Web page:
I asked the following question to people at my prison, Southeast Correctional Center in Missouri. The responses have been edited for clarity and brevity.
Q: What is one thing prison administration could do to make your quality of life inside prison better?
Josh Swims: Better quality of medical treatment. Most of the time they take so long to meet our medical needs, and there are occasions where they never respond or attend to us.
Alex Roper: Less processed food and more real food and proper portions. Not just a little bit of food like they do. That’s important, especially for big guys like me.
David Bell: Eight hours of uninterrupted sleep, because they always wake us up, turning the lights on during the night for count times.
Erik Smith: Man, what we need is our cable TV fixed. Every time we have less and less channels.
Steve Jackson: A new dentist. Last time it took four years just to have my teeth cleaned, and now I have been waiting one year for some filings in my molars. … They just don’t care about us.
Santiago Avalos: More opportunities. More jobs with better pay.
Rafael Salazar: It would be excellent if they would allow us to invite a friend to our food visits. (Editor’s note: Incarcerated Missourians are allowed food visits with their family but can’t invite another incarcerated person to join them.)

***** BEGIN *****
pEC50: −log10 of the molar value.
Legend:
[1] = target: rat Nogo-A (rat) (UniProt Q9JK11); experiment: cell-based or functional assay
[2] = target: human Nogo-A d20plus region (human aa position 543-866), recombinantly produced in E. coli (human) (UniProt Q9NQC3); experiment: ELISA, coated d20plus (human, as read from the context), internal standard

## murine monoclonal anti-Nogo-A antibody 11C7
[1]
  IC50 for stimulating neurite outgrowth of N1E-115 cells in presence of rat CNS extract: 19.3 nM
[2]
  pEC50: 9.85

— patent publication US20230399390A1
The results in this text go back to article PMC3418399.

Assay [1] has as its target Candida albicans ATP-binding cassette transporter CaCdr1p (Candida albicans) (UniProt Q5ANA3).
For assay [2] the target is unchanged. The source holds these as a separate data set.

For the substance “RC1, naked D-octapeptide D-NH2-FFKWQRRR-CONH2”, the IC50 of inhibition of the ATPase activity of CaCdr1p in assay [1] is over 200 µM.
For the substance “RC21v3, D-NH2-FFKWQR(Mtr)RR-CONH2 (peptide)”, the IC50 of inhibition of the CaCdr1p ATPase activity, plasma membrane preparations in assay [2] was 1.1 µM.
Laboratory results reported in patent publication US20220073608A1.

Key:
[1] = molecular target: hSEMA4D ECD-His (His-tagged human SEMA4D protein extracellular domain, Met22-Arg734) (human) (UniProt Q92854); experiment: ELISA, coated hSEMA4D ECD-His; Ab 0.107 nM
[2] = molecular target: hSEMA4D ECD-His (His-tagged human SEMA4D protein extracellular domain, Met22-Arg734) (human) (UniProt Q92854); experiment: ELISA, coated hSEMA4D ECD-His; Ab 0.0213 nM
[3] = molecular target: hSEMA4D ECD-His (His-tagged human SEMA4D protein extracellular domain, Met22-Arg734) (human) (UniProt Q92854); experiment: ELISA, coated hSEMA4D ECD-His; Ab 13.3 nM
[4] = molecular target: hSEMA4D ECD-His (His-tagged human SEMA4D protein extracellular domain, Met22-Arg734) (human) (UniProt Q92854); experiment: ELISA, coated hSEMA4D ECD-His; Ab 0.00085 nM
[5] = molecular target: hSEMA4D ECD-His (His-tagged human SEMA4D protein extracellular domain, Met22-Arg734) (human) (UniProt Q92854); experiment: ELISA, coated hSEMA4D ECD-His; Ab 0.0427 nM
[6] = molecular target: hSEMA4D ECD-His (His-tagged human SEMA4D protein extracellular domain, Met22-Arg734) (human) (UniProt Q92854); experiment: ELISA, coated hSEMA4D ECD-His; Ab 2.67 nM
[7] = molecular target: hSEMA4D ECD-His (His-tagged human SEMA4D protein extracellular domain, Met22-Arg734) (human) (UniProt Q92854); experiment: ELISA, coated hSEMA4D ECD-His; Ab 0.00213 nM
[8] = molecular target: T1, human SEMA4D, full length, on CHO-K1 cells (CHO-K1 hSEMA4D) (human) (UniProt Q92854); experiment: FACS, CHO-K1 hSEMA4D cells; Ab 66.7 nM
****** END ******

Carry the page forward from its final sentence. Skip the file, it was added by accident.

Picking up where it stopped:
Bryan Tomlin: More concern for our nutrition. I take care with what I eat, but sometimes I don’t have enough money to purchase canteen food, so I go to the chow hall, but the food there is not the best option. For example, a dinner dog for breakfast? That’s ridiculous.
Kendall Johnson: A dermatologist would be enough for me for now. I have acne breakouts that have never happened before, but the medical care in here doesn’t take care of situations like this. Unfortunately, the acne solution in the commissary is not good for my skin sensitivity.
James Mecum: Case workers that indeed care about the issues we face, because if we have struggles with our cellie or in the wing or with our job, it seems like they don’t care at all.
Disclaimer: The views in this article are those of the author. Prison Journalism Project has verified the writer’s identity and basic facts such as the names of institutions mentioned.